China to launch lunar probe this year

Updated: 2007-05-21 06:35

Beijing- China was "losing no time" in preparing its first lunar orbiter, Chang'e I, which will most likely be launched in the second half of 2007, a space official said here on Sunday.

"The moon probe project is the third milestone in China's space technology after satellite and manned spacecraft projects, and a first step for us in exploring deep space," said Sun Laiyan, chief of the China National Space Administration.

Sun, also vice director of the Commission of Science Technology and Industry for National Defence, made the remarks when briefing students at Beijing Jiaotong University on China's space program.

China's moon exploration program is divided into three phases -- "circling the moon", "landing on the moon" and "back to earth", said Sun.

This image released by NASA in 2003 shows a partial moon that was photographed by an Expedition 7 crewmember from the International Space Station. China aims to launch its first lunar orbiter later this year, part of a three-step plan it hopes will eventually see moon samples brought back to Earth.[AFP]
The launch of the orbiter is the first phase of China's moon exploration program, and the second phase will involve the launching of a moon rover, he said. Earlier reports said the moon rover will be launched around 2012.

In the third phase, another rover will land on the moon and return to earth with lunar soil and stone samples, Sun said.

"Space activities combine advanced technology, heavy investment, big profits and high risks," Sun said, adding that only 48 percent of the world's lunar probing projects had succeeded.

"However, the returns (of space activities) are huge, in terms of politics, economy, military and convenience brought to everyday life," he said. "For one dollar invested in space science, you can expect direct and indirect returns of at least seven dollars."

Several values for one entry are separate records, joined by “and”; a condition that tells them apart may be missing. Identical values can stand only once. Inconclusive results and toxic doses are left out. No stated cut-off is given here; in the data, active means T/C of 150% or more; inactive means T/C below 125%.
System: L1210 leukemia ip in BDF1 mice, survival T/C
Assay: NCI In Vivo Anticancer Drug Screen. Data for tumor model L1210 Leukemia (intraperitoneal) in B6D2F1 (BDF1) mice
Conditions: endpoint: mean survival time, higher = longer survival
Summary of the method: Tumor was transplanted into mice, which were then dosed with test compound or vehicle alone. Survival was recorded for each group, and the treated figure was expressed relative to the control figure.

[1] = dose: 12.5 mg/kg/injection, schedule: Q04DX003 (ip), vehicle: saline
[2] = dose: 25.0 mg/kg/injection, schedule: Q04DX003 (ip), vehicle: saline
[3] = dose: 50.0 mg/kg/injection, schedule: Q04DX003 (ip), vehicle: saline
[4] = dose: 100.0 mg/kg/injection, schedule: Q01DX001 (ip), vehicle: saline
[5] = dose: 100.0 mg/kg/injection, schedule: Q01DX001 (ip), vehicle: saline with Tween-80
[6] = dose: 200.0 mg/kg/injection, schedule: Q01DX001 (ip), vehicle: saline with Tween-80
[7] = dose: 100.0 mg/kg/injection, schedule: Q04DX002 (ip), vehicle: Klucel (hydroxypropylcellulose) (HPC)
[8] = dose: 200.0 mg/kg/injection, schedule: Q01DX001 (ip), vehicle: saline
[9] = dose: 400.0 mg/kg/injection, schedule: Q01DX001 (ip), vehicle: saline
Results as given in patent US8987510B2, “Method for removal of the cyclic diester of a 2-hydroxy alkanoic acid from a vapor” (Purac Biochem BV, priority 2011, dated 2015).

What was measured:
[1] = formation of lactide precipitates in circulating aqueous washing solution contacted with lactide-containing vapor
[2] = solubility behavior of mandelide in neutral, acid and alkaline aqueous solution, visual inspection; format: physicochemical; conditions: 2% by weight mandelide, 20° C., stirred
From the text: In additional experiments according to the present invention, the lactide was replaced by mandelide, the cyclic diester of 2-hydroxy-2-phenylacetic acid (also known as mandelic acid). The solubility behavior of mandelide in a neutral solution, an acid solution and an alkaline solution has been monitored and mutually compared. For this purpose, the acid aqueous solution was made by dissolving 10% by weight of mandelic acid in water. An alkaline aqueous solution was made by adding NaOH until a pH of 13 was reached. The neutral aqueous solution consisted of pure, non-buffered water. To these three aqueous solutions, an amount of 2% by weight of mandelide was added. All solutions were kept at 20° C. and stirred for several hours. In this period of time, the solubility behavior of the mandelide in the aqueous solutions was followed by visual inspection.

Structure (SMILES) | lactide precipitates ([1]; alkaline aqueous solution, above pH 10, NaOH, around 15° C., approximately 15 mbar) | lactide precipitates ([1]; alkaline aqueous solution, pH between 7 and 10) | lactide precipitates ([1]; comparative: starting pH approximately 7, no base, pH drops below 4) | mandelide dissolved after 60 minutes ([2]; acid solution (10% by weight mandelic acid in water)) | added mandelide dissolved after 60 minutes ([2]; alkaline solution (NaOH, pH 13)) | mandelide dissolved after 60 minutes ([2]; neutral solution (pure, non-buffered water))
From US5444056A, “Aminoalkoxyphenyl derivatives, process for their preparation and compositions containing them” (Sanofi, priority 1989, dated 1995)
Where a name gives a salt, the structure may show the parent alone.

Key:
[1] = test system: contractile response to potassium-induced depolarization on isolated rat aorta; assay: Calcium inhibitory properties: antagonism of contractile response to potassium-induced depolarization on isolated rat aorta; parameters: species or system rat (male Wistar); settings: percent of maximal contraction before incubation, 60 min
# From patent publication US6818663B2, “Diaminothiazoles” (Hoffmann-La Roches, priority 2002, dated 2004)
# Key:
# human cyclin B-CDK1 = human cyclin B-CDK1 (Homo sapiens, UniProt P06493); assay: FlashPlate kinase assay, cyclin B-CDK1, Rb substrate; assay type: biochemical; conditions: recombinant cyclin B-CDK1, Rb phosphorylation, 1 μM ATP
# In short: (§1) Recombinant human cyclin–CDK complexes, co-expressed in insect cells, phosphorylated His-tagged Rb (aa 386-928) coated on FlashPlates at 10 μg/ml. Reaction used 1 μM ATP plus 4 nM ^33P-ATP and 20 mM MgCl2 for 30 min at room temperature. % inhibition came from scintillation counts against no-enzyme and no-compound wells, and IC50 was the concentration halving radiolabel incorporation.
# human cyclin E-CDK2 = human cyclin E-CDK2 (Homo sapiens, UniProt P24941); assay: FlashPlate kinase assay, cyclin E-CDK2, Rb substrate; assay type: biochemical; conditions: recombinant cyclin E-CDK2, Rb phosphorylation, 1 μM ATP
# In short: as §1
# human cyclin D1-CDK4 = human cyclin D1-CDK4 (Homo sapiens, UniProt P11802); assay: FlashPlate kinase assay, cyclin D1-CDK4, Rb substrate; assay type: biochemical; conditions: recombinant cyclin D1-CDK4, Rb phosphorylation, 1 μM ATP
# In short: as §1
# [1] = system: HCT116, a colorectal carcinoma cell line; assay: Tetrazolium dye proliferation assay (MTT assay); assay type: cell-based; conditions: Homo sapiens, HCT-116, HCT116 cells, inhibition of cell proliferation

In addition to moon exploration, Sun said China will continue the research on manned space missions, including a space walk and experiments to link passing spacecraft.

China carried out its maiden piloted space flight in October 2003, making the country the third in the world following the former Soviet Union and the United States to have put men into space. In October 2005, China sent its second manned spacecraft into space, with two astronauts on board.

China will also build 12 "Compass" satellites, rendered as "Beidou" in Chinese, part of a space navigation and positioning system that can provide service to China and its neighboring countries. It will expand into a global positioning system with 30 satellites in the future, Sun said.

China is one of the few countries that are capable of developing navigation satellite system on its own. Previous reports said it will provide clients with positioning accuracy within 10 meters, velocity accuracy with 0.2 meter per second and timing accuracy within 50 nanoseconds.

Five "Compass" satellites have been launched since 2000. The latest entered the orbit in last month.

Sun said every small move in the space is of strategic importance and affects state security.

"Space technology reflects a nation's overall power and is an important facet of the modernization of national defense," he said.

However, he reiterated the country's stance on peaceful use of the space. "China's space mission is to benefit the entire human race by peacefully using the outer space," he said.

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